Baucus, Tester: Montana must be priority in Delta-NWA merger

Senators Call For Bigger Planes, Lower Fares, High-Quality Service

(Washington, D.C.) – Montana's U.S. Senators Max Baucus and Jon Tester today met with the chief executive officers of Delta and Northwest Airlines to help demand that service to Montana and ticket prices are protected if the airline merger goes through.

Baucus and Tester today met with Delta CEO Richard Anderson and Northwest CEO Doug Steenland in Baucus' Capitol Hill office about the potential merger that was announced earlier this month.

The senators urged the CEOs to make sure flights to Montana aren't cut, that Montana flights are on larger planes (instead of smaller, commuter flights), that fares are low and that passengers receive the highest quality service.

"Everything I do, I do with Montana in mind. I'm constantly working to do what's right for Montana and that's why I'm working so hard to make sure this merger is right for Montana," Baucus said. "Air travel is vital to our state for good-paying jobs, economic development and tourism. Jon and I want to make sure that any deal that is finalized helps boost our state and put it even more on the map. If I get the sense this deal isn't right for Montana, I'll do everything I can to put the brakes on it."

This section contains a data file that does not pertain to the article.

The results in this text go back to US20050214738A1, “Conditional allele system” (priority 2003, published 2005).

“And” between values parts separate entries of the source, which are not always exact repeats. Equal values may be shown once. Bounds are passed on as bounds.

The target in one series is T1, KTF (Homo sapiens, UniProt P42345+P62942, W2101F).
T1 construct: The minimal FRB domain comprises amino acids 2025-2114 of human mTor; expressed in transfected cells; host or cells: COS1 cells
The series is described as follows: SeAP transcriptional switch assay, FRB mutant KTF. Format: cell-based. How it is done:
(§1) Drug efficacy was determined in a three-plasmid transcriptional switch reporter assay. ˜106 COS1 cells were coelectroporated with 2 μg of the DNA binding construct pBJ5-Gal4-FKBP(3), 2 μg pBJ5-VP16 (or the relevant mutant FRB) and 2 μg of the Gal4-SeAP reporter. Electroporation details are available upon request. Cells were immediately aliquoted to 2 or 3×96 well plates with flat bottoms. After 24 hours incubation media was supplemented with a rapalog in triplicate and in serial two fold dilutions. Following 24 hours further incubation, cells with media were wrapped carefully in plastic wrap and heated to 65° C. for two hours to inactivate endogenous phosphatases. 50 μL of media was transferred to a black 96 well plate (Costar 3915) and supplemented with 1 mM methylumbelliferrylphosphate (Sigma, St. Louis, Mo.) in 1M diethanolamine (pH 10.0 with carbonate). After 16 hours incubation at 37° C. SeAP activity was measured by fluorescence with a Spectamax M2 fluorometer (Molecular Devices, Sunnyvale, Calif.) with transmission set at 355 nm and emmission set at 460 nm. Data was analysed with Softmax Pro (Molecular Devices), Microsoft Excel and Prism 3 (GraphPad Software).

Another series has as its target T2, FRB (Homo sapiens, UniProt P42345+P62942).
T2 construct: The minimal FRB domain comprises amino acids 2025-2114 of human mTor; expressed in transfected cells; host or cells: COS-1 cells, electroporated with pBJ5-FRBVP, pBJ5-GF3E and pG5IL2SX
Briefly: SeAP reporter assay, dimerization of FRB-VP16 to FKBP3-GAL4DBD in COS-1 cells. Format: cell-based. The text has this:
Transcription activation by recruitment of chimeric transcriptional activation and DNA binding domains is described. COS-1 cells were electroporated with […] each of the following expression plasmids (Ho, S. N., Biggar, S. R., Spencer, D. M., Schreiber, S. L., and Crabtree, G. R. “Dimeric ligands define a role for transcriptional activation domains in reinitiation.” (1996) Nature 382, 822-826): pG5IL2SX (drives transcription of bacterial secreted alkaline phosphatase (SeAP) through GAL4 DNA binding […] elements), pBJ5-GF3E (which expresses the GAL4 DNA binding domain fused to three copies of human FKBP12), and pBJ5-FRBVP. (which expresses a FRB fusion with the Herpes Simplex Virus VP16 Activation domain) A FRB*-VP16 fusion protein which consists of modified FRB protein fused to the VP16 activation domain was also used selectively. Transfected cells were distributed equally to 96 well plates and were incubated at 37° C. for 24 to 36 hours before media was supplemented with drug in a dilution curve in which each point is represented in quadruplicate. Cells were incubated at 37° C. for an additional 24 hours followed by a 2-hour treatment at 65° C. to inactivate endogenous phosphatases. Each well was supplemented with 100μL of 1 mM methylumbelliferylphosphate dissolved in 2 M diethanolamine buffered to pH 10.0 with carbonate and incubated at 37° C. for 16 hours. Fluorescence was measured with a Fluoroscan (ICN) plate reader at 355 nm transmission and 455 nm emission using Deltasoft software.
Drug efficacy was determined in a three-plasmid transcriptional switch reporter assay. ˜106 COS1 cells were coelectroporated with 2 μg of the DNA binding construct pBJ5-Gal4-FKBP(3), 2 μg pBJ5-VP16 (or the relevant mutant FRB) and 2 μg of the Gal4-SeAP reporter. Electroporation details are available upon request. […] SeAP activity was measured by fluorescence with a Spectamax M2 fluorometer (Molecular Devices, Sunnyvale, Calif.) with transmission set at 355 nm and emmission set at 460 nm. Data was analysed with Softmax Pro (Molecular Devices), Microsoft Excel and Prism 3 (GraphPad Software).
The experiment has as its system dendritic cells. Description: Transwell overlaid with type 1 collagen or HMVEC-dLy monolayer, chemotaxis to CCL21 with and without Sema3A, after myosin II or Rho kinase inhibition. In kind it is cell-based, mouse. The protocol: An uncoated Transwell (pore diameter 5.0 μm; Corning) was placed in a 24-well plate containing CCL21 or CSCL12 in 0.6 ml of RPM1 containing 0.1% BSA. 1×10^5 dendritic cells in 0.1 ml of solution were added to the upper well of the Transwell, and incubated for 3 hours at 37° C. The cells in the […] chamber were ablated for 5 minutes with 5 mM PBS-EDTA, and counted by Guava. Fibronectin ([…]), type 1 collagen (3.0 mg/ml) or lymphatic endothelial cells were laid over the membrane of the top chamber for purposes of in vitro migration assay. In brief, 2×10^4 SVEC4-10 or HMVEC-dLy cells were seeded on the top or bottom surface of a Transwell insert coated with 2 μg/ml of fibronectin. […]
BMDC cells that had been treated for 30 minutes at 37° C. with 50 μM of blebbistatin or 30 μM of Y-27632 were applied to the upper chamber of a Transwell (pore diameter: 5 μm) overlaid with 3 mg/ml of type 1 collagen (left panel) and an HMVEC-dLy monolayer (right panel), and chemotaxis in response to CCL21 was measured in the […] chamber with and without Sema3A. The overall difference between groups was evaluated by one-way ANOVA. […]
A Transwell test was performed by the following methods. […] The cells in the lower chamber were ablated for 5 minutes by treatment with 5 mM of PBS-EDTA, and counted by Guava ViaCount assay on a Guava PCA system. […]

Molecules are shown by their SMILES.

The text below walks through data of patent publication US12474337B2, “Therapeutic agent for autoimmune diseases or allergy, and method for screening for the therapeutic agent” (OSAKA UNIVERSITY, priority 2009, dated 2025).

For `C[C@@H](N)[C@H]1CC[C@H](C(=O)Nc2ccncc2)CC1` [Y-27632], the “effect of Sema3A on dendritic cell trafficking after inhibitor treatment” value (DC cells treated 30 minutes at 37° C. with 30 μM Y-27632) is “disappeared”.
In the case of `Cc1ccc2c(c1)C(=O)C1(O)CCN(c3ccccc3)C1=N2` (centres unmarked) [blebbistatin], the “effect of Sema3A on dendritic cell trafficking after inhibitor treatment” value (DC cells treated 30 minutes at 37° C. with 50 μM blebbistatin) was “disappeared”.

"Max and I made it very clear to these guy — Montanans can't afford more expensive plane tickets and fewer flight options," Tester said.  "We want Delta and Northwest to consider the impact of this merger on folks in rural America.  And while we're glad they came in today to hear our concerns, we're going to stay on them as this process goes forward."

Northwest Airlines and Delta serve multiple cities across Montana. While the two airlines announced the merger earlier this month, the U.S. Justice Department must give its approval before the proposed merger is final.

Baucus and Tester noted that when US Airways previously attempted to merge with Delta, former Delta chief Gerald Grinstein said before the Senate Commerce Committee in 2007, "Small communities will certainly suffer.  With less competition, fares will increase."